Wednesday, November 2, 2011

Prejudices, Preconceptions, Missteps and Mistakes

Prejudices exist. I know, shocking. For all their unpredictability, humans can be surprisingly predictable. We've all been guilty of it one time or another. Catching the eye of a person and then instantly cataloguing and thinking about what we think the person can or can't do, what their lifestyles are like, even where we think they came from or what they're doing.

Lots of people walk down the street, but what do we know about them?

It's a natural thing, stemming from the days when our ancient ancestors sized each other up to determine who was a rival and who was a friend. What sets us apart from them, however, is the degree to which we respond to this impulse.

So how does this tie into games? Very easily.

At Space World 2001, a game was revealed. The next chapter in a long-running game series. The game was called "Legend of Zelda: The Wind Waker".

Legend of Zelda: The Wind Waker
Shigeru Miyamoto, one of my personal gaming heroes and the man responsible for saving video games in the mid-80s, said it would, "extend Zelda's reach to all ages". ( The game boasted both a young Link character, and unique, cel-shaded graphics. So what was the initial reaction?

Absolute backlash. A good deal of fans were both disappointed and aghast at the decision by Nintendo to come up with this entry in the series. After showing a demo the previous year with an older, more realistic Link, the gaming community felt betrayed. And this was before they'd even played it. Nintendo had just shown a video demo.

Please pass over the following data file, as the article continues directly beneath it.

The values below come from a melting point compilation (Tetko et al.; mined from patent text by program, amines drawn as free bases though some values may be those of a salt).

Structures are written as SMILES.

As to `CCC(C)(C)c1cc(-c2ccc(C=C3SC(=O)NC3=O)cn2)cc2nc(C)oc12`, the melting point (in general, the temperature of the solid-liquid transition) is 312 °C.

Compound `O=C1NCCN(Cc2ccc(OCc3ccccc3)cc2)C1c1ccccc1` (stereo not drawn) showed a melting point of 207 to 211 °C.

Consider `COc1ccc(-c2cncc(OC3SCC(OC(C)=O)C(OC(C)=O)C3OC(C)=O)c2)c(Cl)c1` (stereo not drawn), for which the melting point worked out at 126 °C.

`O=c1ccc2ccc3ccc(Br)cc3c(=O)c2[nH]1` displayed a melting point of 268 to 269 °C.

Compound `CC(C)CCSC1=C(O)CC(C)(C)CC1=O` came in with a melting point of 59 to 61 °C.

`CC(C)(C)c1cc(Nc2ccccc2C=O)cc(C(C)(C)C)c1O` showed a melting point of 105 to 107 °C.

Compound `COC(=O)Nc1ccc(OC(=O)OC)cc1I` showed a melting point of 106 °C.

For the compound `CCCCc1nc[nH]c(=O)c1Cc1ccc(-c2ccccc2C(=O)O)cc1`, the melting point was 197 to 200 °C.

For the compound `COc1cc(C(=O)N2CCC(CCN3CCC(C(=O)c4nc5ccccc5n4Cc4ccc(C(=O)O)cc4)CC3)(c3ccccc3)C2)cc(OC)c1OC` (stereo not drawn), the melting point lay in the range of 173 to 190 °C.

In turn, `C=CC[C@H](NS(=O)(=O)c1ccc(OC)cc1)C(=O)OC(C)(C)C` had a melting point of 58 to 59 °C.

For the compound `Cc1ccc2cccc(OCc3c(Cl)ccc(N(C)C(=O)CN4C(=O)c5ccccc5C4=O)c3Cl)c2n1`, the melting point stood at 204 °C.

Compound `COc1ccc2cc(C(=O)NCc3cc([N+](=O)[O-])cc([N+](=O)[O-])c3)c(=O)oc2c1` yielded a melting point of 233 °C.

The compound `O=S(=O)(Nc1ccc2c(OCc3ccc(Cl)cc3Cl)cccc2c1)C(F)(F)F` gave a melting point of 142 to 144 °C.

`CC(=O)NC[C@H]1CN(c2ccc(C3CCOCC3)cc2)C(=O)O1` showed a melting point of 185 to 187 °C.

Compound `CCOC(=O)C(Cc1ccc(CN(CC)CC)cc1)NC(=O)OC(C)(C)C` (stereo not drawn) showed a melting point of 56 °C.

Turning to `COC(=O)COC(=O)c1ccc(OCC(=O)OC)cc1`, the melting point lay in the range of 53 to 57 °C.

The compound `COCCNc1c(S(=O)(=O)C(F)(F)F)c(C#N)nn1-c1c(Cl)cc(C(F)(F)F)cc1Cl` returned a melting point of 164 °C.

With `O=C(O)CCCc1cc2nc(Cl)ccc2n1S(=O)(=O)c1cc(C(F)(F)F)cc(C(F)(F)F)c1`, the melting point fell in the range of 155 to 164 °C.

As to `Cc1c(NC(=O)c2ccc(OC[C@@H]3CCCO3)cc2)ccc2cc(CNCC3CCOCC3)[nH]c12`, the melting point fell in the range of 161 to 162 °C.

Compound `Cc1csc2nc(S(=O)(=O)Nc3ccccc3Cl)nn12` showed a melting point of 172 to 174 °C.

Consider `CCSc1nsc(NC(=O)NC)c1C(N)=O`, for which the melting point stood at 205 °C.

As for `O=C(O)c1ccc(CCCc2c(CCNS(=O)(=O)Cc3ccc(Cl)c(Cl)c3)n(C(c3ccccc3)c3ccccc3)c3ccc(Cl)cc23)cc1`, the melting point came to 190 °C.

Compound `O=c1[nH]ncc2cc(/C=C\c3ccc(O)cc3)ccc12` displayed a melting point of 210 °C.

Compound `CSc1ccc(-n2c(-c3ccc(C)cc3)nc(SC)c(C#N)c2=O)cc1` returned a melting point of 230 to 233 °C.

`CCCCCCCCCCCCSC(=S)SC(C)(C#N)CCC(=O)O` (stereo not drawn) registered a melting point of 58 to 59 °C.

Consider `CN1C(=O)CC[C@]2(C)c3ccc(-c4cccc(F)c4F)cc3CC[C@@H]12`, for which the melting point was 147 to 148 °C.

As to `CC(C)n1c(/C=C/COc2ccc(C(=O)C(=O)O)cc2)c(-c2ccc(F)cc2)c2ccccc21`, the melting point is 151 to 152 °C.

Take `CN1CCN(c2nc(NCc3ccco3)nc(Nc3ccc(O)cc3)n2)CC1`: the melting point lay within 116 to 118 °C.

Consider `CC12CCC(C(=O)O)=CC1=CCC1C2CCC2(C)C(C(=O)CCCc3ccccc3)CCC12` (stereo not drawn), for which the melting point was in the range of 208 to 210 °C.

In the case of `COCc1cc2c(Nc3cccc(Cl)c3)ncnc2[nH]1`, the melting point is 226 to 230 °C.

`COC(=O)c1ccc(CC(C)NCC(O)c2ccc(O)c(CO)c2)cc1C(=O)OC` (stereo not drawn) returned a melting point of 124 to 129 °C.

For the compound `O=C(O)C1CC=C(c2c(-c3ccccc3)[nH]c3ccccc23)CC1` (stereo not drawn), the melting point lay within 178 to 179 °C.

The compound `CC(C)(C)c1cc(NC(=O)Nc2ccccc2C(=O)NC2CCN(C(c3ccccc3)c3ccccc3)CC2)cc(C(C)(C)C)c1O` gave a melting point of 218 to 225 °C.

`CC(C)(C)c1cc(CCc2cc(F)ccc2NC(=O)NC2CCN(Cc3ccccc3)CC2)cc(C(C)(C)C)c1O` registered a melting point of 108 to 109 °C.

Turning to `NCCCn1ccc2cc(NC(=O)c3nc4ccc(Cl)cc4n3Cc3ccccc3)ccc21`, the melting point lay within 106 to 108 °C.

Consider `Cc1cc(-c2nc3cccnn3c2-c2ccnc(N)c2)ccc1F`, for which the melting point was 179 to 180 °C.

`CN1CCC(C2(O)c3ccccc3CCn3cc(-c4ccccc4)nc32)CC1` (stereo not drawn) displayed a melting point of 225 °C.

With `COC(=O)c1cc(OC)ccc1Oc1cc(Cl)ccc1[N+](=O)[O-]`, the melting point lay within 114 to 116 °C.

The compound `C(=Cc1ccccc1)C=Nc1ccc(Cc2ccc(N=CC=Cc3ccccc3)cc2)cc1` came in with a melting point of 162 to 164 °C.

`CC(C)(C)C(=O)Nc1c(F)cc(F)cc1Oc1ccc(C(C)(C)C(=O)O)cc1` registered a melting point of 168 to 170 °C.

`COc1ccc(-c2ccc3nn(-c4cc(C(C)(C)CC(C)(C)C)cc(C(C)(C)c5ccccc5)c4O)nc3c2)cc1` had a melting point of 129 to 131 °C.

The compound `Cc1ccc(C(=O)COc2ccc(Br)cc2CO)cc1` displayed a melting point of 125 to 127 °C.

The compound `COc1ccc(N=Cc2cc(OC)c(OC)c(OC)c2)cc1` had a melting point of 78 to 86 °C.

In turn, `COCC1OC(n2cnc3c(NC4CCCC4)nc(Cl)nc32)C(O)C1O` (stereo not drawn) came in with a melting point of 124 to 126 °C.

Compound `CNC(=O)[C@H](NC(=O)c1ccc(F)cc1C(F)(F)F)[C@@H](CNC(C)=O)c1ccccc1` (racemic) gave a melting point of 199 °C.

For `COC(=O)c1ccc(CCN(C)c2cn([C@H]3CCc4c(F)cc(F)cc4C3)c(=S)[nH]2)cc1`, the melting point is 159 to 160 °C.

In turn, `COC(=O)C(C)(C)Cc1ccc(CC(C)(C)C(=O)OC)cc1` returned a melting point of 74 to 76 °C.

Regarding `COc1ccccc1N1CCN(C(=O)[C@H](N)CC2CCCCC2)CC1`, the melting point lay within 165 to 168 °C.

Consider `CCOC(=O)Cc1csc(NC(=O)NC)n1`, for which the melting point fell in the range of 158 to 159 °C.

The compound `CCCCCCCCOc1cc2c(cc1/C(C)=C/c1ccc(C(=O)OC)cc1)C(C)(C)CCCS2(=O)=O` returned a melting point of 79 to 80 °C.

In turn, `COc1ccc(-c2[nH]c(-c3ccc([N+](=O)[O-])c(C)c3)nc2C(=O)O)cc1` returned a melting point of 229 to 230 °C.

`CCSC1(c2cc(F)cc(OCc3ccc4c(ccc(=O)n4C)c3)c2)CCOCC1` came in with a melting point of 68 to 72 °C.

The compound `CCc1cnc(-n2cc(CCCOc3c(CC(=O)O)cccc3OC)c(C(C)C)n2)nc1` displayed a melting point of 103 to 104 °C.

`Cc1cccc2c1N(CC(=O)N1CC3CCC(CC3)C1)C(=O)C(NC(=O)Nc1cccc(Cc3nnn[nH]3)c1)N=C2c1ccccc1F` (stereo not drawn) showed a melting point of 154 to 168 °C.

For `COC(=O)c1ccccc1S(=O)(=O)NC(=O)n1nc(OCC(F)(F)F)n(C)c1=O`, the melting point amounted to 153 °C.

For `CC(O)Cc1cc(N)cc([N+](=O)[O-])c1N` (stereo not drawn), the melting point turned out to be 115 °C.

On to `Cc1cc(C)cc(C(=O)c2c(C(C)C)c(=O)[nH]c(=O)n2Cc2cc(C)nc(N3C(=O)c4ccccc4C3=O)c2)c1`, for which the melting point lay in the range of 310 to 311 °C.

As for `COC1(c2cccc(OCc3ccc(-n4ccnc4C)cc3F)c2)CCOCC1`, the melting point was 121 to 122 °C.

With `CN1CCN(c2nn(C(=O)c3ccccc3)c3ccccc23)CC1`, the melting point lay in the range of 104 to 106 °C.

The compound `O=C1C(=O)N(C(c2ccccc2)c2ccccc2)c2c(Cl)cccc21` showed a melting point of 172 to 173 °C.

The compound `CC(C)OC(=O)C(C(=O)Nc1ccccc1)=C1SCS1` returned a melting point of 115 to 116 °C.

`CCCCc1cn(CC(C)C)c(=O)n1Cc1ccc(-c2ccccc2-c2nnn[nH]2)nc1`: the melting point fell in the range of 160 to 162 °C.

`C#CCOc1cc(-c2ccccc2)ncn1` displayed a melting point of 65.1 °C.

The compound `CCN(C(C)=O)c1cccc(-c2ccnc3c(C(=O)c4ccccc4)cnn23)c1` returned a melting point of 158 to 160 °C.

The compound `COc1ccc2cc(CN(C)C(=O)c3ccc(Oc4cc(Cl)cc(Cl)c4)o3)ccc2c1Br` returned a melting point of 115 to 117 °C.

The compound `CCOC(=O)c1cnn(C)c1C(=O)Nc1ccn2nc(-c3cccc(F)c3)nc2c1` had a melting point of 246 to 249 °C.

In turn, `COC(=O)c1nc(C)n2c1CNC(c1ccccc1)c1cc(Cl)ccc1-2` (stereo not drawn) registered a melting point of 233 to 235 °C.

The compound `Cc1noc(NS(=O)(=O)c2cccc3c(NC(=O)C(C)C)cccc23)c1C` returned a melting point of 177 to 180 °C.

Gamers do not want colorful graphics!
Gamers do this sort of thing all too often. A slice of information is released about a project, or a screenshot or video is released and everyone instantly jumps on the release as a sign of doom.

Of course, the opposite is just as true. Look at the trailer for Dead Island. Fully rendered with a tear-inducing piano score and implying a story and characters. Gamers, myself included, were ecstatic about the idea. Then we played it and realized it was just kind of a soulless grind version of the Elder Scrolls games. It had it's fun in groups and such, yes, but nowhere near what we expected.

Error 404: Plot not found.
You see it on MMO forums, changes are announced in the works and groups unite like it is the coming Zombie apocalypse.

I'm not advocating not responding to things we don't agree with, but we should remember to temper both expectations and responses. If you worked a week on a project, put it on the table and then had some stranger screaming at your face because they didn't like the cover, how would you feel?

I'm also not saying the Devs/Publishers are without fault. It's their job to give us the information and opportunities we need to form our own constructive opinions. It's a very fine line to cross.

There's a twofold reason I'm writing this blog post. It's primarily to advocate tempered response from the gaming community, but also to make a bit of a confession.

I'm just as human as everyone else. To that end, I've also made judgements and Preconceptions about various things in life. I've been irate at stupid changes to World of Warcraft and other games.

Irate at things like...*MOO*ing stupid Pandas! Rawwwrgh!

I actually got a very poignant lesson recently.

A good friend of mine that I've known and talked to for about two years said a bit ago that he watched a certain show. I dismissed the show outright and I think even good naturedly ribbed my friend for it.

Then one weekend, curiousity got the better of me and I did a bit of research.

There's two things that draw me to something, controversy and being an underdog. When I read the show's wiki page, under reception, I found this: